REVIEW: Ethan and the British Composers at Kings Place (2018 EFG LJF)

Ethan Iverson at Kings Place
Photo: © John Watson/jazzcamera.co.uk

Ethan Iverson Residency (Part 2), Ethan and the British Composers
(Kings Place, 17 November 2018. Review by Mike Collins)


“You sound like where you come from.” Self-declared anglophile Ethan Iverson summed up the project for the evening, the second gig of his three-day residency at Kings Place: To unearth some of the gems of the last 50-odd years of jazz from this side of the Atlantic, hold it up the light, maybe figure out what made it British jazz and, of course, make music.

The set covered an enormous range from Stan Tracey’s Rainbow At The Five Mile Road – “Monk meets the swinging 60s,” was the quip – taking in John Surman’s Doxology – “a chorale!” declared Iverson – touching down on a Courtney Pine piece, a Nikki Iles composition, Joe Harriott and Gordon Beck all honoured before the band finished with Mike Gibbs’ And On the Third Day.

Ask any number of people to make their selections to represent British Jazz and they’d be equally distinctive and personal no doubt. Doing the impossible and selecting what to play was Iverson’s pleasure however, and he’d recruited a formidable team to help with the interpretation (and explanations). One of the distinctively British threads he’d discerned in the music, was the distant thud of a rock beat, melded with the cadences of jazz. Who better to recruit then, than founder members of Acoustic Ladyland, sax man Pete Wareham, Tom Herbert on bass, and drummer Seb Rochford. Laura Jurd on trumpet, who’s shown she can cover the waterfront in integrating inspirations into her music, completed the line-up. An added inspiration was inviting Richard Williams, writer, journalist, arguably our most insightful chronicler of all music over the period, to talk with Iverson about each writer before playing their tune.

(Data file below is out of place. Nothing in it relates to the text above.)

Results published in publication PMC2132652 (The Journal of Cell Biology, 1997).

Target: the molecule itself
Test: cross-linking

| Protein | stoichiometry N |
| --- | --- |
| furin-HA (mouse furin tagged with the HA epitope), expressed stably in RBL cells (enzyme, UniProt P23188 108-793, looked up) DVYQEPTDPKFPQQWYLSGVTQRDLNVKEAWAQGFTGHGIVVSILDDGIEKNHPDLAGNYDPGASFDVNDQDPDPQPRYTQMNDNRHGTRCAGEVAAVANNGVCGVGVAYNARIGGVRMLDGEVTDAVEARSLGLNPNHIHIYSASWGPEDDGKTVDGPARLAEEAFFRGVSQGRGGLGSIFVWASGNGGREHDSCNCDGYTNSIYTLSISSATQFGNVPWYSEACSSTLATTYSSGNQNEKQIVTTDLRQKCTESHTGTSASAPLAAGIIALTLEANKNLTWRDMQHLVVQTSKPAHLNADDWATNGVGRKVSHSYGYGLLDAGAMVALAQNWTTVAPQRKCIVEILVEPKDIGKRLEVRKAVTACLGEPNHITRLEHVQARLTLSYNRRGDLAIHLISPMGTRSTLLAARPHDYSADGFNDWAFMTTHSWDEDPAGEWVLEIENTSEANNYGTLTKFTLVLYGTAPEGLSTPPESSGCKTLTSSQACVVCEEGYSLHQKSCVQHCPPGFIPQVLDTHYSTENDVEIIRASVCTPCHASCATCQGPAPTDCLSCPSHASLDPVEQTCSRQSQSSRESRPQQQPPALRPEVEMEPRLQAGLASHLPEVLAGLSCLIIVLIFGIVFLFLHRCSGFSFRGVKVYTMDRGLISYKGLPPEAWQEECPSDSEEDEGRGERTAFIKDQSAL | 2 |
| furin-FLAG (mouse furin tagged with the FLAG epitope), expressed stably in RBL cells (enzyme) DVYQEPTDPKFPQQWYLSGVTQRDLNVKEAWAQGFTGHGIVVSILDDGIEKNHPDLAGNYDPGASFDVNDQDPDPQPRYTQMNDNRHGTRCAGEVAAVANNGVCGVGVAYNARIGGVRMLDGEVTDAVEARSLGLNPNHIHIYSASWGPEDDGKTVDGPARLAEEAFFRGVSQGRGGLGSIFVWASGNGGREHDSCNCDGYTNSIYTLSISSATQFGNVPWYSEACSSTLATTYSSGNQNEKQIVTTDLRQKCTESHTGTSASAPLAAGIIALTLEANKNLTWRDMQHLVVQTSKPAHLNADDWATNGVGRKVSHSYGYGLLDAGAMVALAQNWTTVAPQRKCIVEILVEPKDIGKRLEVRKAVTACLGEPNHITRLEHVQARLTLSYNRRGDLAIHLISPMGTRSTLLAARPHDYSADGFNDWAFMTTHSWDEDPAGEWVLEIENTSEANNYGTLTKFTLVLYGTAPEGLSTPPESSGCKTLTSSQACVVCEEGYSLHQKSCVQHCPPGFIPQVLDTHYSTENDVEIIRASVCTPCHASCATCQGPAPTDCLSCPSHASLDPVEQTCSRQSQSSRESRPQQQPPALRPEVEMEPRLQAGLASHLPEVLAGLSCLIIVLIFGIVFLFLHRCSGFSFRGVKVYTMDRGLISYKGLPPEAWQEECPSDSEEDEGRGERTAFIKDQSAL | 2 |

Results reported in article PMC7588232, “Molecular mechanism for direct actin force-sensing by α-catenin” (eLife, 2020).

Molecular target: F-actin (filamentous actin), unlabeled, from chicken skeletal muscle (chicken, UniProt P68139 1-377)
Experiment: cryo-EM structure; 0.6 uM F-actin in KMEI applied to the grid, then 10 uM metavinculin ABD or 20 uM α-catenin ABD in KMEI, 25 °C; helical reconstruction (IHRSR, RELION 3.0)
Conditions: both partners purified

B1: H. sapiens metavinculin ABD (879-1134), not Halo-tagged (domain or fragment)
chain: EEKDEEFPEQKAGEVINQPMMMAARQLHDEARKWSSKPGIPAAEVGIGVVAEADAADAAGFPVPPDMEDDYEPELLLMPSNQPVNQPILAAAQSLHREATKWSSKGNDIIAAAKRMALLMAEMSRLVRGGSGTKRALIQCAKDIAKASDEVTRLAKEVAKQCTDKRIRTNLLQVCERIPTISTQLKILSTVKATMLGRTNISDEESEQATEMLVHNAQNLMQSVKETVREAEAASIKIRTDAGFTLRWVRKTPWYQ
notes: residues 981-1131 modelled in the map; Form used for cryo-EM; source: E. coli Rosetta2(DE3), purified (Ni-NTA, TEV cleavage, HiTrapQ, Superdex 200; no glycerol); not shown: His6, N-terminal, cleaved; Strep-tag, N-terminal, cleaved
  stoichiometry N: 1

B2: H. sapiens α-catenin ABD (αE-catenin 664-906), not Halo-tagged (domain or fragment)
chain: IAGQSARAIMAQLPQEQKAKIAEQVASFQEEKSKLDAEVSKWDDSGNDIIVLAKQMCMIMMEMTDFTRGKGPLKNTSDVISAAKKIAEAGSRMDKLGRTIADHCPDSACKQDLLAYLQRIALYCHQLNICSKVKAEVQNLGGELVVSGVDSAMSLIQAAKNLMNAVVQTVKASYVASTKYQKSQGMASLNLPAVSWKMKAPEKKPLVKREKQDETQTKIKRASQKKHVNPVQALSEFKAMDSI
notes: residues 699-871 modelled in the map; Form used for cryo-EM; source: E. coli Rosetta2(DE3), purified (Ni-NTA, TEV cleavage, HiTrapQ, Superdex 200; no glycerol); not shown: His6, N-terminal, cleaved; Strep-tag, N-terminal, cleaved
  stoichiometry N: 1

The playing gathered momentum as the set progressed. Nikki Iles’ Fly’s Dilemna is built round an irresistible, propulsive figure that had Rochford and Herbert egging Wareham on as he locked into the pulse with squealing and fluttering lines. Joe Harriott’s Calypso Sketches had the loosely bound freedom of an Ornette Coleman theme, punctuated by locked tight gusts of Caribbean flavoured lines from sax and trumpet. As Wareham and Jurd cut loose, the air crackled. It set them up to close the set with the steadily thickening intensity of the Gibbs piece, chanting lines and shifting harmony over a steady rocky beat.

This was an engaging, illuminating swoop through some of the strata of what it might mean to sound like where we come from. The talking added insghtful colour and perspective. Perhaps, with it interspersed between every tune, it cramped the style of the band to start with, but there was no stopping the fuse burning and they caught fire. Back for an encore, they played British writer Victor Feldman’s Seven Steps To Heaven to send us all out with a spring in the step.

Mike Collins is a pianist and writer based in Bath, who runs the jazzyblogman site. Twitter @jazzyblogman

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